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How Syracuse beat the mighty Athens

THE HISTORY OF SICILY

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Siracusa was always the most important and powerful Greek city in Sicily and in 413BC it became arguably the most powerful city in the whole of the Mediterranean. Bellicose Athens had had its eye on the western Mediterranean for some time and Siracusa, and Sicily in general, was certainly well-known to them and the great Herodotus himself gave considerable space to the subject in his Histories.

There was, however, a little problem: southern Italy and Sicily was really the stamping ground of the Corinthians and the Spartans (Siracusa had itself been founded by Corinthians). After recently having been at war with both, Athens did not particularly want to provoke them unnecessarily.

What they really needed was an excuse, and this conveniently came along when Selinus and Segesta, two important cities of western Sicily, fell out once more in 416BC. Segesta appealed for help to Athens which promptly obliged, by despatching a large army and fleet under three commanders, Lamachus, Nicias, and Alcibiades. It was, however, an expedition doomed to failure.

Siracusa was always the most important and powerful Greek city in Sicily and in 413BC it became arguably the most powerful city in the whole of the Mediterranean.

Initially, everything went to plan, but then, just as preparations were being made for the siege of Siracusa, Alcibiades was recalled to Athens. The Athenian tactics were to cut off all supplies to the town and starve the population out. The Siracusans, however, under the leadership of Hermocrates, counter-attacked and killed Lamachus, leaving just Nicias in control. Worse was to come, as Spartan and Corinthian forces under Gyllipus arrived to help Siracusa.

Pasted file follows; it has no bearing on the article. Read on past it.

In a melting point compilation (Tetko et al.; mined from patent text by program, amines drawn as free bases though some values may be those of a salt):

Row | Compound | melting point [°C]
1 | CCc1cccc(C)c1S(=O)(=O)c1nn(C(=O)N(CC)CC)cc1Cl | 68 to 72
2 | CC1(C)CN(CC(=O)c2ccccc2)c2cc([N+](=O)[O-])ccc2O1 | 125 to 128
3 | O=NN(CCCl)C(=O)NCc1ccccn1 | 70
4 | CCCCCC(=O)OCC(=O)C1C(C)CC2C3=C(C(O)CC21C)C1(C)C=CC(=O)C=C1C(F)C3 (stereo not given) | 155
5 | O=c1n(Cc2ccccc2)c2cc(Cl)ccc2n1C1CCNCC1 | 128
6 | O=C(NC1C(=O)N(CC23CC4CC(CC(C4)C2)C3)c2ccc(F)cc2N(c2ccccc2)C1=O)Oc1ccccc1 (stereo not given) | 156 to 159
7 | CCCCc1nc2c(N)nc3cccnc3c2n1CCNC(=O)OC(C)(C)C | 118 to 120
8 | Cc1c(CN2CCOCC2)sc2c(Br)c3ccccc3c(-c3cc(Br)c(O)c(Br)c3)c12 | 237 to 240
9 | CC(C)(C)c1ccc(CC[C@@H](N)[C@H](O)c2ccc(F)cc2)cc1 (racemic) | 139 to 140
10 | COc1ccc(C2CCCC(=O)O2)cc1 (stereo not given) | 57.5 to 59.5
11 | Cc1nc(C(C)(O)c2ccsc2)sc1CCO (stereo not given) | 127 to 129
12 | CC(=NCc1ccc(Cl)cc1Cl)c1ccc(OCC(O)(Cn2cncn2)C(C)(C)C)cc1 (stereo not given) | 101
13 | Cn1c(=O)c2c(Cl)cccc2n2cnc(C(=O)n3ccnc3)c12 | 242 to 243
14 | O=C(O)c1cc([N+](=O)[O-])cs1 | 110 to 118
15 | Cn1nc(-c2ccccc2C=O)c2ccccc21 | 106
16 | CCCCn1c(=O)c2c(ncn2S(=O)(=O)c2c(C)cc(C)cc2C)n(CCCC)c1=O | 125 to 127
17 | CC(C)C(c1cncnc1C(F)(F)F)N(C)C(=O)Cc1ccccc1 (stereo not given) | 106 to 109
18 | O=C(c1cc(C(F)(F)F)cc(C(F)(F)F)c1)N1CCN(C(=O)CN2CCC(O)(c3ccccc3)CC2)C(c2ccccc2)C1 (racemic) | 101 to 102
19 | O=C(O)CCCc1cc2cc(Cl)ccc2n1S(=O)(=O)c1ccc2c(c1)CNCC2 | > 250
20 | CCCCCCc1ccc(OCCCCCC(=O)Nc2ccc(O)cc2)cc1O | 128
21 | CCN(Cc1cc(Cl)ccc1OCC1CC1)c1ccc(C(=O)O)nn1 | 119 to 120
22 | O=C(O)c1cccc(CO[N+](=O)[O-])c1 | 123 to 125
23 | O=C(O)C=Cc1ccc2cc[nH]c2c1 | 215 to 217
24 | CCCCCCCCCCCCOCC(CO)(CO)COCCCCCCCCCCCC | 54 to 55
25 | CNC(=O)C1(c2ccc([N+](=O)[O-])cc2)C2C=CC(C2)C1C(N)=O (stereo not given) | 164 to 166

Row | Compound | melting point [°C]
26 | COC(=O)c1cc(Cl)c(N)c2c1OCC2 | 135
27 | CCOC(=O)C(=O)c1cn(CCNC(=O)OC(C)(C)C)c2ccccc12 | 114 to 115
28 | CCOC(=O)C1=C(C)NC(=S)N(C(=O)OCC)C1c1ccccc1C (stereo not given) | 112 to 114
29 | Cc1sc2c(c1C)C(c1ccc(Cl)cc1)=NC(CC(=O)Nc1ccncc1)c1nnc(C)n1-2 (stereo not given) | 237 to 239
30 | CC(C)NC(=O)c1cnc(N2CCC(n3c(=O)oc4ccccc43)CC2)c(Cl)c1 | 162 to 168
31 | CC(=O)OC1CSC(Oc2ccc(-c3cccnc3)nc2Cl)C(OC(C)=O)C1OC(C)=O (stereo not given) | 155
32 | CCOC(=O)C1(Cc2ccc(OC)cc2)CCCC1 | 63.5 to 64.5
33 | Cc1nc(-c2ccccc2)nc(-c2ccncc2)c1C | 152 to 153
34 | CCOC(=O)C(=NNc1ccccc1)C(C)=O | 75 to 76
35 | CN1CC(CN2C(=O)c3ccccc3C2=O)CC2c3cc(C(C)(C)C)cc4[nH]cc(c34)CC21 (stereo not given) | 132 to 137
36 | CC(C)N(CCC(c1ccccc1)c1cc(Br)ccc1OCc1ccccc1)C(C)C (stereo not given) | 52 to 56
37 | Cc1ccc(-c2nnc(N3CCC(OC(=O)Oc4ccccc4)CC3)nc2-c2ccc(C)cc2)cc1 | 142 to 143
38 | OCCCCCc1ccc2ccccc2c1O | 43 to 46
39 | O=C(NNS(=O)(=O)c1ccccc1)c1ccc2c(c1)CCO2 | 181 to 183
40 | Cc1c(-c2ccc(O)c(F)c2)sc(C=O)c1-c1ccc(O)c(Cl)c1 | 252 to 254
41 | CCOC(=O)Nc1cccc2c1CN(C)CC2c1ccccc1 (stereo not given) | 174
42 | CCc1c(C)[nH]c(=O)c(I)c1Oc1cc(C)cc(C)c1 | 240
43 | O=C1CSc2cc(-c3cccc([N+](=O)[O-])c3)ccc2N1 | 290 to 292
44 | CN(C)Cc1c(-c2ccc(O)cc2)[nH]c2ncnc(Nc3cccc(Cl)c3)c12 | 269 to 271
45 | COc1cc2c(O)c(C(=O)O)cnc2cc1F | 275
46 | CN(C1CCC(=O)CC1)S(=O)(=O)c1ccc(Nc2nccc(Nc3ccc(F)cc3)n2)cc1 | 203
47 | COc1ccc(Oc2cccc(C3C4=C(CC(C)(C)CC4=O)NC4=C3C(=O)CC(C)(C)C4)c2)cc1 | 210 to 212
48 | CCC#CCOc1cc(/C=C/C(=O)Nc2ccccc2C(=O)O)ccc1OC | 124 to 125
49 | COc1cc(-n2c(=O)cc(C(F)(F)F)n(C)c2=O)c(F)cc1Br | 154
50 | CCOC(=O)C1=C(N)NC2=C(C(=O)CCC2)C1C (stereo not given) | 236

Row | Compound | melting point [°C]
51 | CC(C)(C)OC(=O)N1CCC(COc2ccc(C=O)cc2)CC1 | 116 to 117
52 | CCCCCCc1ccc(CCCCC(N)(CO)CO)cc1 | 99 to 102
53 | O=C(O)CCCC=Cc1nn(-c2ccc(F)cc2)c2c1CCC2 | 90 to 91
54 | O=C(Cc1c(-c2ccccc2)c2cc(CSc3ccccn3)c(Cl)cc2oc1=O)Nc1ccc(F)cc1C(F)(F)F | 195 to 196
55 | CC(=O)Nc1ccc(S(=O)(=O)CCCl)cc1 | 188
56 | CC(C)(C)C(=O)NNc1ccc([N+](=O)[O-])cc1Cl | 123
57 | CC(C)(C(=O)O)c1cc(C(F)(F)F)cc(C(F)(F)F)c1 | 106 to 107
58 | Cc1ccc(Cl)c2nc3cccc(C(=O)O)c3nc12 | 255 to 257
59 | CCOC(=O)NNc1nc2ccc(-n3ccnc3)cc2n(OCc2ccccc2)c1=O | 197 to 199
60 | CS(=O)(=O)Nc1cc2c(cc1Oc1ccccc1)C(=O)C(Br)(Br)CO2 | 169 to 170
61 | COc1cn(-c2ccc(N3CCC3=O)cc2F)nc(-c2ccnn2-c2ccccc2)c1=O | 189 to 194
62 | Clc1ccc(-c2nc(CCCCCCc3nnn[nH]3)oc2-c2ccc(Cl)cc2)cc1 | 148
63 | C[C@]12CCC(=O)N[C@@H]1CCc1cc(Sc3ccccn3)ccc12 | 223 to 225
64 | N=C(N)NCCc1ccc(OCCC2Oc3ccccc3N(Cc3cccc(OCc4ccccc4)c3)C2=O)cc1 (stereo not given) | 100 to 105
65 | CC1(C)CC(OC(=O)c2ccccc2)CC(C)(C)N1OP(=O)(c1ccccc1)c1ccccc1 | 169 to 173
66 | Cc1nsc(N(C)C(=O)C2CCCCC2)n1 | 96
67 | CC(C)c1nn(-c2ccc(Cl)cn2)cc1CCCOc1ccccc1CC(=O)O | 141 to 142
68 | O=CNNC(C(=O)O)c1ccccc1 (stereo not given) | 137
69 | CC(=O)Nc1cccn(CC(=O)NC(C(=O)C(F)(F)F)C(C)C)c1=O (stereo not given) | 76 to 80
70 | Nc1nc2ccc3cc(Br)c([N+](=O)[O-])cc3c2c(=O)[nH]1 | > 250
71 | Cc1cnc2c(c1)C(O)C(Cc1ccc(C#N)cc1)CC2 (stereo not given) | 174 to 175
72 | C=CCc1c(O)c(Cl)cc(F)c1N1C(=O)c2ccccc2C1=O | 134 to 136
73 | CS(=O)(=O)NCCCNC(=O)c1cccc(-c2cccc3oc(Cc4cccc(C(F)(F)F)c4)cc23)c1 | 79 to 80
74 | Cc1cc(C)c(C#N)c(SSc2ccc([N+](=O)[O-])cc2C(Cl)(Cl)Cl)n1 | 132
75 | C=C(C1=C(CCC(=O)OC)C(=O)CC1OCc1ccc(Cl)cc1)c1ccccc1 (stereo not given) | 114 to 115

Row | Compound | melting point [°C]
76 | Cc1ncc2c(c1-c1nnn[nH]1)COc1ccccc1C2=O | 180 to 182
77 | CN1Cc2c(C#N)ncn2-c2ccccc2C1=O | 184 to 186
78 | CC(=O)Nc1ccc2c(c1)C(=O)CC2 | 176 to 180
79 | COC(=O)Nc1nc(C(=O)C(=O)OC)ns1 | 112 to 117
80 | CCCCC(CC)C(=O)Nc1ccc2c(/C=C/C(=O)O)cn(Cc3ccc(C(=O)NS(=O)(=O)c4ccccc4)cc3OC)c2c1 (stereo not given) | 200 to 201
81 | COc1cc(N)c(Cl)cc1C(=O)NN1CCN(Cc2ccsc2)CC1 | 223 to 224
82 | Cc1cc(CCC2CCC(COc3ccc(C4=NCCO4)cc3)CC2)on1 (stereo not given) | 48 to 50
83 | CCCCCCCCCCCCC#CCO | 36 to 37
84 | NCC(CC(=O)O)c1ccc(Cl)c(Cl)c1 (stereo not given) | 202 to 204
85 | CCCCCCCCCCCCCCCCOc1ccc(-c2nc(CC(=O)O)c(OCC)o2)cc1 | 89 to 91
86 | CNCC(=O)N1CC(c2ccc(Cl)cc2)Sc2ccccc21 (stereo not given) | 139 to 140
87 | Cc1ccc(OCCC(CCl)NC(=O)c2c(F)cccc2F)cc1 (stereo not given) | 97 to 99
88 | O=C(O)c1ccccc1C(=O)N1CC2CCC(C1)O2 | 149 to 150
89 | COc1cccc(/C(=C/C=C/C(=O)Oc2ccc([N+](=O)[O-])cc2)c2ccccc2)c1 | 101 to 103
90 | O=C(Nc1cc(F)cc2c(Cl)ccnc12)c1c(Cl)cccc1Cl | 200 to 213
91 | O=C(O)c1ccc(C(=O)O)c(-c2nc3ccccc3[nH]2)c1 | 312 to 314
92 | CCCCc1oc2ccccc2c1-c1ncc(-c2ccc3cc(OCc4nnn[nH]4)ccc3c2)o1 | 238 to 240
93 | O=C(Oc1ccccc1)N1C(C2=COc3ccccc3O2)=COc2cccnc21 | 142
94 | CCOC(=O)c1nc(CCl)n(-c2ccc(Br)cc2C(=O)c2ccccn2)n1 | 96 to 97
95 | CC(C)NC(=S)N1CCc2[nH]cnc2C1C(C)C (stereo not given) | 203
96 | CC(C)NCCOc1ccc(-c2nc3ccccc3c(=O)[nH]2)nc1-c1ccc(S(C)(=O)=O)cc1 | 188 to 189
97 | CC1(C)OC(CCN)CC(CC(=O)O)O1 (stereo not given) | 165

The Athenians desperately attempted to stop Siracusa from completing its defensive walls but were pushed back to three fortresses at Plemmyrium. Desperate, Nicias wrote home for reinforcements which, in the early months of 413BC, duly arrived under the command of Demosthenes.

The Athenian situation rapidly deteriorated, however, and after several naval defeats, the two Athenian generals decided to call the whole thing off. Superstition then played its hand as a partial eclipse persuaded Nicias to postpone his navy’s departure for a night. The Siracusans seized their opportunity and attacked, all but destroying the Athenian fleet. The Athenian armies fled towards Catania and Naxos, but many, some say up to 20,000, were captured and taken to Siracusa’s great stone quarry to work and, sooner rather than later, to perish.

While this was not exactly the final act of the Peloponnesian Wars, it certainly signalled a change in the balance of power and triggered the fall of Athens, which culminated in the break up of its great empire in 404BC.

Meanwhile, Siracusa basking in its glory, underwent a political upheaval, with Dionysius the Tyrant deposing the town’s democratic hero, Hermocrates. Then, the bell rang, signalling that it was time for the next round, this time against Carthage!

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